News By/Courtesy: Aakash Raj | 07 Jan 2021 16:16pm IST

HIGHLIGHTS

  • Ban on export of plastic to Asian Countries
  • plastic treatment and reducing air pollution
  • Objectives of EU towards protecting the environment

Under the new rules, shipping polluting plastic waste to developing countries would be restricted. The purpose of the rule proposed to the UK Parliament is to protect poorer countries from being the dumping ground for unnecessary wastes. The new trade report indicates that in 2018, around 356,233 tonnes of plastic waste was shipped from the UK to developing countries for recycling. These wastes often end up discarded in water bodies. In response to this, many developing countries have been witnessed to send back these waste materials to developed countries. The Environment Commissioner of EU, Virginijus Sinkevicius stated that the current regulations amending the 2006 Waste Shipment Regulation would fully prohibit exports to less developed countries outside the OECD of unsorted plastics. This move has come following China’s 2018 ban on the import of plastic and various reports presented by environmentalists that state how these wastes are discarded to Asian countries like Malaysia by the developed nations. The reforms that take effect on January 1 were meant to grant developing nations the ability to reject imports of waste that can end up being badly handled and can affect the health and climate of people. The EU plan would go beyond reforming the Basel Convention by allowing only mixed or potentially polluted plastic waste to be shipped to Organization for Economic Cooperation and Development (OECD) countries on the grounds of their prior approval. The revised Environment Bill further stipulates that manufacturing industries shall take greater responsibility for the goods and resources they sell. Environmentalists suggest steps to reduce the volume of plastic generated in the first place should also be included in the law. The bill also emphasizes a pledge the legally binding targets must follow for reducing air pollution by removing the superfine PM 2.5 particles. The bill would help the government's 25-year strategy to enhance the state of nature by requiring that developers demonstrate the habitat conditions will eventually be changed. However, the Critics claim that the steps taken would be hollow unless the existing balance of control between developers and city authorities and councils is moved away from developers. According to the Geneva Secretariat of the Conference, photos of plastic litter on beaches and floating in the oceans have publicly exposed a massive plastic glut since the last century. It has been reported that about 6.3 billion tonnes of plastic material wastes have been generated since the 1950s. Out of this, only 12% of wastes have been incinerated, less than 10% of wastes have been recycling and the rest 80% is dumped in the landfills or are discarded untreated. A statement released by Sinkevicius holds that about 1.5 million tonnes of plastic have been exported by the EU to countries like Malaysia, Turkey, and Indonesia.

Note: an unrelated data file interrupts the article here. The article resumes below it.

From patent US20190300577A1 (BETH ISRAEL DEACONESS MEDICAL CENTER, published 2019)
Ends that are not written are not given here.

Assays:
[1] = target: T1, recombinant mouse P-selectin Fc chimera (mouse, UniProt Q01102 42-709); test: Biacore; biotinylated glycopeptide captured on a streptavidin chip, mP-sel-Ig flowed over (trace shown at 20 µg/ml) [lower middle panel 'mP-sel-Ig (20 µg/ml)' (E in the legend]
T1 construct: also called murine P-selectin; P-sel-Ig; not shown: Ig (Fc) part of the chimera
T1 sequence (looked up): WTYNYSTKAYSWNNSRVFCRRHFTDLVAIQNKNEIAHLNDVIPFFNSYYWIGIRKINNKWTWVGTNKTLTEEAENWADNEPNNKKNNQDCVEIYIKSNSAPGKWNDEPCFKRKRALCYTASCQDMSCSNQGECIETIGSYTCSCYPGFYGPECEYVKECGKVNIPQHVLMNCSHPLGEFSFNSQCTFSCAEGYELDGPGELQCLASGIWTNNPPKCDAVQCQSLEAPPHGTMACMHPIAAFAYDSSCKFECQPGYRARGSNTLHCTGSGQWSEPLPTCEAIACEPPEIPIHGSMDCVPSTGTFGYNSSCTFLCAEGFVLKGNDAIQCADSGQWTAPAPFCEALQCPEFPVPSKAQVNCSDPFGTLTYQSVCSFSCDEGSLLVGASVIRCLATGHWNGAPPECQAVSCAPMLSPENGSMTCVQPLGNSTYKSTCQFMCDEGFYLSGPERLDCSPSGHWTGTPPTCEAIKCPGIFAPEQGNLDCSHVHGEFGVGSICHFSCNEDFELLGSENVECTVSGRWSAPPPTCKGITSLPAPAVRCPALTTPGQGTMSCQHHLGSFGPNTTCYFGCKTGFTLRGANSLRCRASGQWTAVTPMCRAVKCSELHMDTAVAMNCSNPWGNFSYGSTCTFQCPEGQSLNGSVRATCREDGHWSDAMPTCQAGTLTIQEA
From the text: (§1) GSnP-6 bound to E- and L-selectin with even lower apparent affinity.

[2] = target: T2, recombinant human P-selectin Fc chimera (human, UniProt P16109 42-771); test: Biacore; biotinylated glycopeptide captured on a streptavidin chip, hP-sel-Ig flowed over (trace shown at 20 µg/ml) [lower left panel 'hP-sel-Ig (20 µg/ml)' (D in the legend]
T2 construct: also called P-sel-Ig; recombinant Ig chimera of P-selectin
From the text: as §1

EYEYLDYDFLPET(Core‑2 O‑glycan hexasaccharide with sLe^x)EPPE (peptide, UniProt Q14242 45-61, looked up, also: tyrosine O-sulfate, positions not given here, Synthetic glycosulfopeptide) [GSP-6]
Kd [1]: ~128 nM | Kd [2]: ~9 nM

This Article Does Not Intend To Hurt The Sentiments Of Any Individual Community, Sect, Or Religion Etcetera. This Article Is Based Purely On The Authors Personal Views And Opinions In The Exercise Of The Fundamental Right Guaranteed Under Article 19(1)(A) And Other Related Laws Being Force In India, For The Time Being.

Section Editor: Pushpit Singh | 08 Jan 2021 3:20am IST


Tags : #NoToPlastic #PlasticExportBan #SaveEnvironment

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